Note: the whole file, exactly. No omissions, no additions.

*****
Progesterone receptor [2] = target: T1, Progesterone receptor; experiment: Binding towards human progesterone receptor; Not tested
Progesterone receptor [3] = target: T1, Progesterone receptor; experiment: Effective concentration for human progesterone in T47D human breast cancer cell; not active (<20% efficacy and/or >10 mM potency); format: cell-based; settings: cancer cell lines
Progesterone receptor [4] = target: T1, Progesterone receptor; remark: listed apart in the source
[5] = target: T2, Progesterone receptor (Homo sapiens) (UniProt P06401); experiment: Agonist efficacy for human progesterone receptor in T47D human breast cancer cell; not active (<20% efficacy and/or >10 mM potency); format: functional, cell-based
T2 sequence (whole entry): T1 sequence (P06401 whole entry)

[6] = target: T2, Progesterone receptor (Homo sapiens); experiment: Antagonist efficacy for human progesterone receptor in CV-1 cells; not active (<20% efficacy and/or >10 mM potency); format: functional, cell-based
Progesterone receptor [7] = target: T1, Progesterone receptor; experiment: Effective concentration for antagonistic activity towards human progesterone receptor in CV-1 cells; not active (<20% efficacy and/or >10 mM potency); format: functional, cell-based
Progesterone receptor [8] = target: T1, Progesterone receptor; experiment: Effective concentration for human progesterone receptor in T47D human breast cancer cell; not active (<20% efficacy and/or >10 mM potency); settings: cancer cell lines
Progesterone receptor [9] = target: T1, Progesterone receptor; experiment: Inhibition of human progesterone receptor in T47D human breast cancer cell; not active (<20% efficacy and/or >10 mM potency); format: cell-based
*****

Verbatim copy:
Progesterone receptor [2] = target: T1, Progesterone receptor; experiment: Binding towards human progesterone receptor; Not tested
Progesterone receptor [3] = target: T1, Progesterone receptor; experiment: Effective concentration for human progesterone in T47D human breast cancer cell; not active (<20% efficacy and/or >10 mM potency); format: cell-based; settings: cancer cell lines
Progesterone receptor [4] = target: T1, Progesterone receptor; remark: listed apart in the source
[5] = target: T2, Progesterone receptor (Homo sapiens) (UniProt P06401); experiment: Agonist efficacy for human progesterone receptor in T47D human breast cancer cell; not active (<20% efficacy and/or >10 mM potency); format: functional, cell-based
T2 sequence (whole entry): T1 sequence (P06401 whole entry)

[6] = target: T2, Progesterone receptor (Homo sapiens); experiment: Antagonist efficacy for human progesterone receptor in CV-1 cells; not active (<20% efficacy and/or >10 mM potency); format: functional, cell-based
Progesterone receptor [7] = target: T1, Progesterone receptor; experiment: Effective concentration for antagonistic activity towards human progesterone receptor in CV-1 cells; not active (<20% efficacy and/or >10 mM potency); format: functional, cell-based
Progesterone receptor [8] = target: T1, Progesterone receptor; experiment: Effective concentration for human progesterone receptor in T47D human breast cancer cell; not active (<20% efficacy and/or >10 mM potency); settings: cancer cell lines
Progesterone receptor [9] = target: T1, Progesterone receptor; experiment: Inhibition of human progesterone receptor in T47D human breast cancer cell; not active (<20% efficacy and/or >10 mM potency); format: cell-based